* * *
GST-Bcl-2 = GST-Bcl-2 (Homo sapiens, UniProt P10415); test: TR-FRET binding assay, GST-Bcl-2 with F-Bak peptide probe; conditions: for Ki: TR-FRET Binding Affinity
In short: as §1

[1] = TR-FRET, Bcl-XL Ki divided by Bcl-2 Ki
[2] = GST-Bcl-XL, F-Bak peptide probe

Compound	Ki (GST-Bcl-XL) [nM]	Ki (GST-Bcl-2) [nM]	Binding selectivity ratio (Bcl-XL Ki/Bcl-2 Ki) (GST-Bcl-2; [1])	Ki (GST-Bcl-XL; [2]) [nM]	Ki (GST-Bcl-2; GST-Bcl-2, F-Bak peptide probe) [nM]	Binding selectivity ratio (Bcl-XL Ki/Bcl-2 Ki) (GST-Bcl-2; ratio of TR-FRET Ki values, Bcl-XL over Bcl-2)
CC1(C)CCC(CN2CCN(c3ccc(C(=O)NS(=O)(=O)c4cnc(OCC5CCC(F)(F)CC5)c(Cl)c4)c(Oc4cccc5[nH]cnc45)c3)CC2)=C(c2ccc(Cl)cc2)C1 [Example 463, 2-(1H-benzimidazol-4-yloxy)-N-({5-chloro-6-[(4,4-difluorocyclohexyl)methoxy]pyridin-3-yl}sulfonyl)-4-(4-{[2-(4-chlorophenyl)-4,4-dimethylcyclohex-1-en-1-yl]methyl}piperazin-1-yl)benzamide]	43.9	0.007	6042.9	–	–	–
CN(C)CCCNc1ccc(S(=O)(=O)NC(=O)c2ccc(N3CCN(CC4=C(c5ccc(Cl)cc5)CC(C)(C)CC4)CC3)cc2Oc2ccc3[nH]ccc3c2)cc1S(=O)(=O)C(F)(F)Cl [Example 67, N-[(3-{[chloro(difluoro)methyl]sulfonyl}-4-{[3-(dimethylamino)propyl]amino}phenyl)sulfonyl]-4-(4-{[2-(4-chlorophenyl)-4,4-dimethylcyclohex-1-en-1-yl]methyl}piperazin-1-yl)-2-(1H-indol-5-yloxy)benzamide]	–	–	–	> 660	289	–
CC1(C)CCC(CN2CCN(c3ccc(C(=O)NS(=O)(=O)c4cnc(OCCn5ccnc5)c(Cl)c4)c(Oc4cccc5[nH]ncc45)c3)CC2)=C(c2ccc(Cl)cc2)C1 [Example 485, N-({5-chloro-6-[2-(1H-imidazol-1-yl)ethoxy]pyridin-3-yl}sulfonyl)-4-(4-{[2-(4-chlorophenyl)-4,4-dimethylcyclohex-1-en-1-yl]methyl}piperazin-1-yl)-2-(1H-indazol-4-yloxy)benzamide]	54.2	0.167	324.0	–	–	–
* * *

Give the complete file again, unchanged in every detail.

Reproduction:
GST-Bcl-2 = GST-Bcl-2 (Homo sapiens, UniProt P10415); test: TR-FRET binding assay, GST-Bcl-2 with F-Bak peptide probe; conditions: for Ki: TR-FRET Binding Affinity
In short: as §1

[1] = TR-FRET, Bcl-XL Ki divided by Bcl-2 Ki
[2] = GST-Bcl-XL, F-Bak peptide probe

Compound	Ki (GST-Bcl-XL) [nM]	Ki (GST-Bcl-2) [nM]	Binding selectivity ratio (Bcl-XL Ki/Bcl-2 Ki) (GST-Bcl-2; [1])	Ki (GST-Bcl-XL; [2]) [nM]	Ki (GST-Bcl-2; GST-Bcl-2, F-Bak peptide probe) [nM]	Binding selectivity ratio (Bcl-XL Ki/Bcl-2 Ki) (GST-Bcl-2; ratio of TR-FRET Ki values, Bcl-XL over Bcl-2)
CC1(C)CCC(CN2CCN(c3ccc(C(=O)NS(=O)(=O)c4cnc(OCC5CCC(F)(F)CC5)c(Cl)c4)c(Oc4cccc5[nH]cnc45)c3)CC2)=C(c2ccc(Cl)cc2)C1 [Example 463, 2-(1H-benzimidazol-4-yloxy)-N-({5-chloro-6-[(4,4-difluorocyclohexyl)methoxy]pyridin-3-yl}sulfonyl)-4-(4-{[2-(4-chlorophenyl)-4,4-dimethylcyclohex-1-en-1-yl]methyl}piperazin-1-yl)benzamide]	43.9	0.007	6042.9	–	–	–
CN(C)CCCNc1ccc(S(=O)(=O)NC(=O)c2ccc(N3CCN(CC4=C(c5ccc(Cl)cc5)CC(C)(C)CC4)CC3)cc2Oc2ccc3[nH]ccc3c2)cc1S(=O)(=O)C(F)(F)Cl [Example 67, N-[(3-{[chloro(difluoro)methyl]sulfonyl}-4-{[3-(dimethylamino)propyl]amino}phenyl)sulfonyl]-4-(4-{[2-(4-chlorophenyl)-4,4-dimethylcyclohex-1-en-1-yl]methyl}piperazin-1-yl)-2-(1H-indol-5-yloxy)benzamide]	–	–	–	> 660	289	–
CC1(C)CCC(CN2CCN(c3ccc(C(=O)NS(=O)(=O)c4cnc(OCCn5ccnc5)c(Cl)c4)c(Oc4cccc5[nH]ncc45)c3)CC2)=C(c2ccc(Cl)cc2)C1 [Example 485, N-({5-chloro-6-[2-(1H-imidazol-1-yl)ethoxy]pyridin-3-yl}sulfonyl)-4-(4-{[2-(4-chlorophenyl)-4,4-dimethylcyclohex-1-en-1-yl]methyl}piperazin-1-yl)-2-(1H-indazol-4-yloxy)benzamide]	54.2	0.167	324.0	–	–	–